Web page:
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The Burger Hall of Fame

There’s a reason why generations of fans keep coming back.

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Dirty Martin’s Place, Austin
Opened: 1926

Don’t let the name turn you off. This revered spot near the UT campus has been open since before the Great Depression, and “Dirty’s” refers to the fact that it had dirt floors until 1951. Despite all the changes around it, it’s still the place for a “Kum-Bak” burger.

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Lankford Grocery and Market, Houston
Opened: 1938

This iconic restaurant began as a fruit stand. Later it was known for its sandwiches. But mention its name to anyone in Houston today, and they’ll say it’s all about the burgers, which have been served up since the seventies.

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Kincaid’s Hamburgers, Fort Worth
Opened: 1946

What started out as a grocery store and meat market has turned into a local institution. The burger was introduced in 1964. Since that time, the Fort Worth Star-Telegram has consistently ranked it among the best in the city.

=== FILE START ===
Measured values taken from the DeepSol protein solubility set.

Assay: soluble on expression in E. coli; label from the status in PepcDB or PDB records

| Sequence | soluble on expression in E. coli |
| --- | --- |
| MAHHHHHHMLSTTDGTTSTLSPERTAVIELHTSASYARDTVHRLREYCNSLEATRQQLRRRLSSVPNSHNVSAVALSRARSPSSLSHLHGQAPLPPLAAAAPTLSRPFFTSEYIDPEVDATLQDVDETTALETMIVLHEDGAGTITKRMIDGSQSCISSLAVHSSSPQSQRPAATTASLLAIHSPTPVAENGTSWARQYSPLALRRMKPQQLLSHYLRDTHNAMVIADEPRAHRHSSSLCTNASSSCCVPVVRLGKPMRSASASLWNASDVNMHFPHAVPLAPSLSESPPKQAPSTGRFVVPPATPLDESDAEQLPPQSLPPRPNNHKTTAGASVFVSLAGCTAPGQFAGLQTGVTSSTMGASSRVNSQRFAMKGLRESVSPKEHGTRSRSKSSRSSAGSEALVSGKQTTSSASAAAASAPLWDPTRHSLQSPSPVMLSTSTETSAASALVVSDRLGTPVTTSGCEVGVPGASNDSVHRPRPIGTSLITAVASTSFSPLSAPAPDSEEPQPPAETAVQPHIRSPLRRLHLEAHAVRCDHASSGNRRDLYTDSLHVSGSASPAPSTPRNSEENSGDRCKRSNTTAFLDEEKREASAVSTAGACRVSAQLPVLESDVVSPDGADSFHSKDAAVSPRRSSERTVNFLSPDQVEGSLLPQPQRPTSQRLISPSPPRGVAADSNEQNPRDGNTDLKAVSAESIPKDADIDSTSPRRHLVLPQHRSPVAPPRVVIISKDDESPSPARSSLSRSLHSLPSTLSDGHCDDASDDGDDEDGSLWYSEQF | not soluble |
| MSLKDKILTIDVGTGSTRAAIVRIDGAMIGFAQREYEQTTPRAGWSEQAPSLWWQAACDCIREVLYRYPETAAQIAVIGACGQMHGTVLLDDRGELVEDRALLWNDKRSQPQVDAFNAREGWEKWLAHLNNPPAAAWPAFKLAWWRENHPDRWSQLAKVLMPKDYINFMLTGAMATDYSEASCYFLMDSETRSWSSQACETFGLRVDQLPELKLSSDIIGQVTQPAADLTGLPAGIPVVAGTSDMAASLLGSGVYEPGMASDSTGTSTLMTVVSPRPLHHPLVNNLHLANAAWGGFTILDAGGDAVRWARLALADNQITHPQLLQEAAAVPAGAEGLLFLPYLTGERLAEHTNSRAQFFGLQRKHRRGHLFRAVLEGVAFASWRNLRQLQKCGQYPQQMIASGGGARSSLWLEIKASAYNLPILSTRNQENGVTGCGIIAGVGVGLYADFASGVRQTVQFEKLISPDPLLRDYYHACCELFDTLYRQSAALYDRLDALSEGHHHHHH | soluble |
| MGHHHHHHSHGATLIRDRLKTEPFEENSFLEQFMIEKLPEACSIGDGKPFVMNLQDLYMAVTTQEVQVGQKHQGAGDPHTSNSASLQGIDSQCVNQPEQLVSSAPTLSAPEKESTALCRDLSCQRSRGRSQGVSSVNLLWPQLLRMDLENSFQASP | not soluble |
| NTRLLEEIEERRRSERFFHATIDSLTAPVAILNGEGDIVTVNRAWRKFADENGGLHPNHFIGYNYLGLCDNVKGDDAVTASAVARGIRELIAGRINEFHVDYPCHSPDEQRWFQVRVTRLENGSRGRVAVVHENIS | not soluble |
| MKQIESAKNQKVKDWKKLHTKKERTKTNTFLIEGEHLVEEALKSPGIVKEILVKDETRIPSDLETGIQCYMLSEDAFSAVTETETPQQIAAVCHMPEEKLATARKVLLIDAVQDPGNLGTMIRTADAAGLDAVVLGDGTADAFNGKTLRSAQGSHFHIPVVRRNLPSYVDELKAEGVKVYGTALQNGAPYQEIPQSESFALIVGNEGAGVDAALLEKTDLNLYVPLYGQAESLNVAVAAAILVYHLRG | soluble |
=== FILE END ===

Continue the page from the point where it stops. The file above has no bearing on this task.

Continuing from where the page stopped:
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Keller’s Drive-In, Dallas
Opened: 1965

One look at the parking lot of this venerable destination and you’re instantly transported back to the era of American Graffiti. Patrons can still flash their lights and a carhop will appear to take their order, usually a Number 8, with double meat, chili, cheese, and onions.

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Chris Madrid’s, San Antonio
Opened: 1977

Sure, you can get nachos and chalupas here, but this Beacon Hill fixture has been known for its burgers for nearly four decades. Just say the magic words, “cheddar cheezy,” and you’ll discover what the rest of San Antonio already knows.

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